Autotonic is an invaluable tool for creating, composing and finding ideas you would otherwise never think of. As a non-pianist with some pretty fast fingers, it helps me play things that even pro pianist would struggle with thanks to its scale mapping technology but, more importantly as a composer and producer, it helps me experiment with ideas and scale/chord sounds that I might find too daunting or not interesting enough as well as come up with the results I aim for. Autotonic has given me the means to write in-key musical solos without the hassle of learning all fingering, especially when I am not going to be the one to record that solo in the studio. So I would definitely recommend this tool to anyone serious in theory and composition because it definitely grows up on you.
So is Autotonic worth it? Yes.
Is it perfect? Still no, but there is no other program that has the potential to take things further than Autotonic at the moment.
"AutoTonic ...goes far beyond, acting like a 'new instrument' ..."
Ok, that's the advertisement - now what does it do ?
Essentially it is a MIDI mapper and ... errr ... that's it! It's a MIDI mapper.
So what is the difference between the $179,- AutoTonic and the free Cales or the $50,- Autotheory?
The one thing you can't do with the others is mapping non-diatonic scales to the white keys of your keyboard w/o having "empty" keys in between octaves.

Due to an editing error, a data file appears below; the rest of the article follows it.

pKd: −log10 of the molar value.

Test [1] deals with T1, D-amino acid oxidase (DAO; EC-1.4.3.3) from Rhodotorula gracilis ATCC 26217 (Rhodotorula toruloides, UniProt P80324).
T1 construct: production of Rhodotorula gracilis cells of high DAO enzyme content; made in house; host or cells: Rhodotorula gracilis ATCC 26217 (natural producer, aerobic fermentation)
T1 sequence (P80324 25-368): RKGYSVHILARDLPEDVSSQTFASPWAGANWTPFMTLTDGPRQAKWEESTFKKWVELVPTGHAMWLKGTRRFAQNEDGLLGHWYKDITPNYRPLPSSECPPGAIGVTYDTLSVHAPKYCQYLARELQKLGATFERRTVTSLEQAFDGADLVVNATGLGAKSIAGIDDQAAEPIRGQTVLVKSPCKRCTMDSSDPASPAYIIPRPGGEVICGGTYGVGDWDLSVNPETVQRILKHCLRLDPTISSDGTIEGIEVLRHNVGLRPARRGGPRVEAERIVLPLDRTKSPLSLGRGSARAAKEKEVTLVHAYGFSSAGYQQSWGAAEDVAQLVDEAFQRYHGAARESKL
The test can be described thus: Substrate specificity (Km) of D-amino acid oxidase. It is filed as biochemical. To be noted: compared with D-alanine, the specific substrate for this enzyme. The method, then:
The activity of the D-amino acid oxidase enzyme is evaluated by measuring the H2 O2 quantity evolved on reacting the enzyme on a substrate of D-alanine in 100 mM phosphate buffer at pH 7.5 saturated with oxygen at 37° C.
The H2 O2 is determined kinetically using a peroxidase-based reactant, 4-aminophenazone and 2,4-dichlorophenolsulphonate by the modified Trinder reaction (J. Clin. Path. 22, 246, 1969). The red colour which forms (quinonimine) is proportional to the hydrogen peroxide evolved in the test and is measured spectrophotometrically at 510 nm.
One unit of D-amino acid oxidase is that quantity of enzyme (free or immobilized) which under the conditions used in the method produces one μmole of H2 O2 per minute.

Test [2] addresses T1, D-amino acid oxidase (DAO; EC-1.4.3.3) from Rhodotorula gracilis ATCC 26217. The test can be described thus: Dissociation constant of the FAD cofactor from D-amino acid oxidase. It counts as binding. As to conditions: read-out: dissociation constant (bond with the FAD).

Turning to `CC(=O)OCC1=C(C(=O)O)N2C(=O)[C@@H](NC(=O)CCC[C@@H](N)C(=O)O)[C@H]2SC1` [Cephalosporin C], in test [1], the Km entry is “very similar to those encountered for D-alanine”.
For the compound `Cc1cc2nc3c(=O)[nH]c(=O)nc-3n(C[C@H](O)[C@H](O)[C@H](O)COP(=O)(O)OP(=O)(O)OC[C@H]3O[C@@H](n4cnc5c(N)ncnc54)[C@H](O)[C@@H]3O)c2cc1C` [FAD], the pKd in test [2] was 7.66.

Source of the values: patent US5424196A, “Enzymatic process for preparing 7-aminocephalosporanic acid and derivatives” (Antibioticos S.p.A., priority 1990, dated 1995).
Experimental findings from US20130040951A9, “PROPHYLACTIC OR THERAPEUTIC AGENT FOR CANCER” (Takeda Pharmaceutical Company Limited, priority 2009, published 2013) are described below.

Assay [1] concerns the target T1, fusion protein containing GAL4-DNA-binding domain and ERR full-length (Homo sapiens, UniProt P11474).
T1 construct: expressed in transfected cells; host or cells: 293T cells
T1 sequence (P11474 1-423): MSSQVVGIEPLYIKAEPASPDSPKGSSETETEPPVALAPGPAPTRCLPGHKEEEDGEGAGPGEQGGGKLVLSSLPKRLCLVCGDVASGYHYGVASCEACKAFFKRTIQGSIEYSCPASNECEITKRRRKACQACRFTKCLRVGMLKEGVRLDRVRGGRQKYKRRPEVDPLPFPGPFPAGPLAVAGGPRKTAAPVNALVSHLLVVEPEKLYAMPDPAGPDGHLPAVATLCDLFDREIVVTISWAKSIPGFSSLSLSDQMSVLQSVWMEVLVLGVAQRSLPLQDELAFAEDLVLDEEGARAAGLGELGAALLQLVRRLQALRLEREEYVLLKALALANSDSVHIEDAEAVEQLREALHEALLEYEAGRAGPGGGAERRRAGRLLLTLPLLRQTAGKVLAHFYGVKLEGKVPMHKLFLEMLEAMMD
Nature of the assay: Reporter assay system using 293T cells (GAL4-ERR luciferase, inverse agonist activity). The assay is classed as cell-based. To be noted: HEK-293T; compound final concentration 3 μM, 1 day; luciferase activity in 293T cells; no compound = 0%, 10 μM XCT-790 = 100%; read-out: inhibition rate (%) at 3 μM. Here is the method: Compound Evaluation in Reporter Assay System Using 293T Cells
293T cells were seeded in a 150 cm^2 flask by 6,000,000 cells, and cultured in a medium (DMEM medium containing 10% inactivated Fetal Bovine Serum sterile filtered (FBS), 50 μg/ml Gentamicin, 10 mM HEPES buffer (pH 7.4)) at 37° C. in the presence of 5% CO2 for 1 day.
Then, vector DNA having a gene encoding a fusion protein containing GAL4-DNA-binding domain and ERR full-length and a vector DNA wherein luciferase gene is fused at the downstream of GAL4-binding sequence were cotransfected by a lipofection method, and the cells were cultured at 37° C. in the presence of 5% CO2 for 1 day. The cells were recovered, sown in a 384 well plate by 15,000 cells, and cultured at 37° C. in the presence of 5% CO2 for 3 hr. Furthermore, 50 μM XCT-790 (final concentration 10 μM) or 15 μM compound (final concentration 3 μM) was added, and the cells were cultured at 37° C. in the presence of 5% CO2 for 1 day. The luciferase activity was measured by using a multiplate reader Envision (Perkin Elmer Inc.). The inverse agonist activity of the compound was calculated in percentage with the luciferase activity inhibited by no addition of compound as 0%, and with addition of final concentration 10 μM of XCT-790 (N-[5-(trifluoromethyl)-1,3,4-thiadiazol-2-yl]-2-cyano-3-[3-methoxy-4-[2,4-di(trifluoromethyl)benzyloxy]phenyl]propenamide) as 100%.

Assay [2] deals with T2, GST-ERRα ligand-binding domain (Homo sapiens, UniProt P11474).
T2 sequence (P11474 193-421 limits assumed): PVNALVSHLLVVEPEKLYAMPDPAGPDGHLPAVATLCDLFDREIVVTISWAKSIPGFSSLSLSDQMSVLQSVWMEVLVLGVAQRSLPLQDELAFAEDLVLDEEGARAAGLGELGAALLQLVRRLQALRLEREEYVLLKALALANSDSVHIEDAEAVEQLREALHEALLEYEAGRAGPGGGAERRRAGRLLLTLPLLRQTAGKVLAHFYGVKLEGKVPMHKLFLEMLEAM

Meaning 3 things:
1) you can play every white key you want and it will always output a sound that belongs to your scale (...which is good ?!?)
2) it's the only program that can assign >7-note scales to the keyboard (...which is unique)
3) apart from the 1st root key on the middle c you don't have the slightest idea on which white key the rest of your scales root notes (the octaves) have ended up and most of your playing is just random. You can of course get that info by checking the display but if you change keys from - let's say - a pentatonic (5 notes) to a 6-tone scale everything on the keyboard changes again and you have to re-learn the keyboard again to play at least a bit fluently.
So ... does it work as advertised? - Yes. And that is what my rating is based on (just in case you wondered ;-)).
Which would be the end of the review IF it wouldn't have the $180,- price tag on it.
Seriously, you take the MIDI value coming from the input, change it to a MIDI value you have stored in a data base, send the new MIDI value to the output, add a fancy GUI to change the values in the database and that's it.
Charging 180,- for it and not even providing the (Windows) customer with a virtual MIDI driver that is essential (!!!) to make your program work is ridiculous.
And to then tell your paying customer to go to Google and search for a free virtual MIDI driver on the net to make YOUR software - that the customer has PAYED 180,- for - work so that you don't have to spend either time to develop a driver or pay the developer of the driver for using it is just plain shameless.
If you need more-than-7-note-scales mapped to your keyboard (and you don't want to program them by yourself in your DAW) go and spend the 180,- on AutoTonic - there is no alternative (that I know of) out there.
And may I suggest: Send the developer of the needed virtual MIDI driver some money as well ;-).
Just to clarify: On Mac there is already a virtual MIDI port (AutoTonic MIDI In/AutoTonic MIDI Out) available in AutoTonic, so there is no such workaround required. But the reason why there is not yet any Windows MIDI Driver implemented is: I was asked to pay over US $3.500,- for this implementation. I am really sorry but at the end of the development process I just didn't had this money left. I wished I could have done that as well, but I were not able to afford this anymore at that time. But as soon as I'll have a budget for this (due to new users), it will be included in an update of course (-->Full Version includes lifetime membership/updates)...